In the late 1980s to early 1990s, the city of Philadelphia was beset by an epidemic of crack-cocaine use. Anecdotal stories of the fate children exposed to cocaine while in the womb would meet as they grew into adulthood were grim. It was thought the cocaine exposure would harm their long-term development, resulting in IQs near 50, emotional issues, small heads, permanent disabilities, poor muscle tone, and tremors. They would burden school systems and be unable to hold jobs or form relationships as adults.
In the midst of this crisis, Hallam Hurt, MD, CHOP attending neonatologist, organized a team of researchers in Philadelphia and began a study funded by the National Institute on Drug Abuse, closely following more than 200 near- or full-term babies — half of whom were exposed to cocaine in utero. Almost all of the children studied were from low income families.
Children were evaluated at 6 months and then every 6 to 12 months until adulthood. Researchers tracked every aspect of a child’s development — from progress as an infant, to IQ in preschool, to analysis of the brain through MRI. They also made home visits and studied nonmedical and environmental factors in the children’s lives, including their exposure to violence.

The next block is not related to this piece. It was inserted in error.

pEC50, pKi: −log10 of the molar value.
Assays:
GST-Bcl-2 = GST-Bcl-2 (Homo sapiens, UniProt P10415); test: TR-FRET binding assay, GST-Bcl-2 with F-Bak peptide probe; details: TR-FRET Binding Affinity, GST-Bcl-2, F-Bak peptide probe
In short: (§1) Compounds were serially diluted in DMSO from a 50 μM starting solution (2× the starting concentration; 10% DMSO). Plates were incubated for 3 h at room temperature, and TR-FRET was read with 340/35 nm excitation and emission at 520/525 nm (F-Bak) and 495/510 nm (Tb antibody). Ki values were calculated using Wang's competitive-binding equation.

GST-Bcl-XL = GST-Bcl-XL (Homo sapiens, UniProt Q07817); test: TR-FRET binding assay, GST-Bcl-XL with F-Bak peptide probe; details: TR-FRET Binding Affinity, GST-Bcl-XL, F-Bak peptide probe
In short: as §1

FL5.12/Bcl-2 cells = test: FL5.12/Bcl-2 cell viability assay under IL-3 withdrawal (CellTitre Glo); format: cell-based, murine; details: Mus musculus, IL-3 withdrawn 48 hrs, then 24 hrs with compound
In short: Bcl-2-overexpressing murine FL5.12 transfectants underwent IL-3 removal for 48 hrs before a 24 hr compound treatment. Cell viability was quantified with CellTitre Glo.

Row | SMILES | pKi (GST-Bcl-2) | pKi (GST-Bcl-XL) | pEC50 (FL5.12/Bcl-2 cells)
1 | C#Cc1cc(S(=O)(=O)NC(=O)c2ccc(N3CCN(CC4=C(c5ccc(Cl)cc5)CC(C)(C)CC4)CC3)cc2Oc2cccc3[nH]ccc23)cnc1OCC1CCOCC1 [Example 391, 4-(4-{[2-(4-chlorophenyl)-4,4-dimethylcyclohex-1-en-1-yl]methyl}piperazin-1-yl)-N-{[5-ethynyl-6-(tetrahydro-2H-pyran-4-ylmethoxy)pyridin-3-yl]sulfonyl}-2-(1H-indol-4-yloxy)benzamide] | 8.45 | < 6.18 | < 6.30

It was one of the largest and longestrunning studies of in utero cocaine exposure in history. Hurt expected the findings would be consistent with anecdotes and would inform care of children exposed to cocaine before birth and possibly even guide drug-related policy.
But the study findings — released in July — showed no signifi cant differences between cocaine-exposed children and the study’s controls. Both groups scored signifi-cantly below average for developmental and intellectual measures for U.S. children in their age group, suggesting to Hurt and her team that poverty is a more powerful influence on the outcome of inner-city children than gestational exposure to cocaine.
“Because of the cogent reasons to expect problems in cocaine-exposed children, we kept looking and we looked at more and more refi ned evaluations,” recalls Hurt. “We continued to look for these changes and we simply didn’t fi nd them. But what we did fi nd was that the group as a whole was performing poorly and lagging behind.”
Hurt and her team have now begun a new study that uses MRI and other methods to study the neural and cognitive effects of poverty on infant development.
“Given what we learned, we are invested in better understanding the effects of poverty,” Hurt says. “How can early effects be detected? Which developing systems are affected? And most important, how can fi ndings inform interventions for our children?”